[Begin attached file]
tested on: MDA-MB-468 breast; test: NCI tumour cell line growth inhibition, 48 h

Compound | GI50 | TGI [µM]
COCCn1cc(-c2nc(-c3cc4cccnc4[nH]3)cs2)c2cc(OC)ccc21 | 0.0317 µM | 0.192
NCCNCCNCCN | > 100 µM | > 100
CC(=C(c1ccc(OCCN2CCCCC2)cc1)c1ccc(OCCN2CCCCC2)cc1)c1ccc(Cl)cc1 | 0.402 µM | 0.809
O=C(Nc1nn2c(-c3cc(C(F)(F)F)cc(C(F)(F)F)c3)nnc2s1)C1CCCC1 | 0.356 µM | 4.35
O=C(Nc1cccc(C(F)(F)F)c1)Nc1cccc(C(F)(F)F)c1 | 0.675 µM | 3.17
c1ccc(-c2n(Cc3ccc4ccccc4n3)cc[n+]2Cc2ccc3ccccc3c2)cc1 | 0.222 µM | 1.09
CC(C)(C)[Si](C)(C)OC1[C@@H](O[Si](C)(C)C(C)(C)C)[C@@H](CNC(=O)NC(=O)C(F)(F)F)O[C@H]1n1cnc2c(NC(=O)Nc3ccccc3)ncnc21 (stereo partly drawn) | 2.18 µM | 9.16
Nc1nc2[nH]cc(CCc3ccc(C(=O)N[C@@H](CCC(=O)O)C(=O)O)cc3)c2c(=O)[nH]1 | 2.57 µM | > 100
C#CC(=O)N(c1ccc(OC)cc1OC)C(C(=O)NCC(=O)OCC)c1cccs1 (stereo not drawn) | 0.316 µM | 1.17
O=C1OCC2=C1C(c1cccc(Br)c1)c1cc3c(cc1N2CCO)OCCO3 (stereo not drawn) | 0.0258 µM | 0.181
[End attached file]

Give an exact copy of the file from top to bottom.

tested on: MDA-MB-468 breast; test: NCI tumour cell line growth inhibition, 48 h

Compound | GI50 | TGI [µM]
COCCn1cc(-c2nc(-c3cc4cccnc4[nH]3)cs2)c2cc(OC)ccc21 | 0.0317 µM | 0.192
NCCNCCNCCN | > 100 µM | > 100
CC(=C(c1ccc(OCCN2CCCCC2)cc1)c1ccc(OCCN2CCCCC2)cc1)c1ccc(Cl)cc1 | 0.402 µM | 0.809
O=C(Nc1nn2c(-c3cc(C(F)(F)F)cc(C(F)(F)F)c3)nnc2s1)C1CCCC1 | 0.356 µM | 4.35
O=C(Nc1cccc(C(F)(F)F)c1)Nc1cccc(C(F)(F)F)c1 | 0.675 µM | 3.17
c1ccc(-c2n(Cc3ccc4ccccc4n3)cc[n+]2Cc2ccc3ccccc3c2)cc1 | 0.222 µM | 1.09
CC(C)(C)[Si](C)(C)OC1[C@@H](O[Si](C)(C)C(C)(C)C)[C@@H](CNC(=O)NC(=O)C(F)(F)F)O[C@H]1n1cnc2c(NC(=O)Nc3ccccc3)ncnc21 (stereo partly drawn) | 2.18 µM | 9.16
Nc1nc2[nH]cc(CCc3ccc(C(=O)N[C@@H](CCC(=O)O)C(=O)O)cc3)c2c(=O)[nH]1 | 2.57 µM | > 100
C#CC(=O)N(c1ccc(OC)cc1OC)C(C(=O)NCC(=O)OCC)c1cccs1 (stereo not drawn) | 0.316 µM | 1.17
O=C1OCC2=C1C(c1cccc(Br)c1)c1cc3c(cc1N2CCO)OCCO3 (stereo not drawn) | 0.0258 µM | 0.181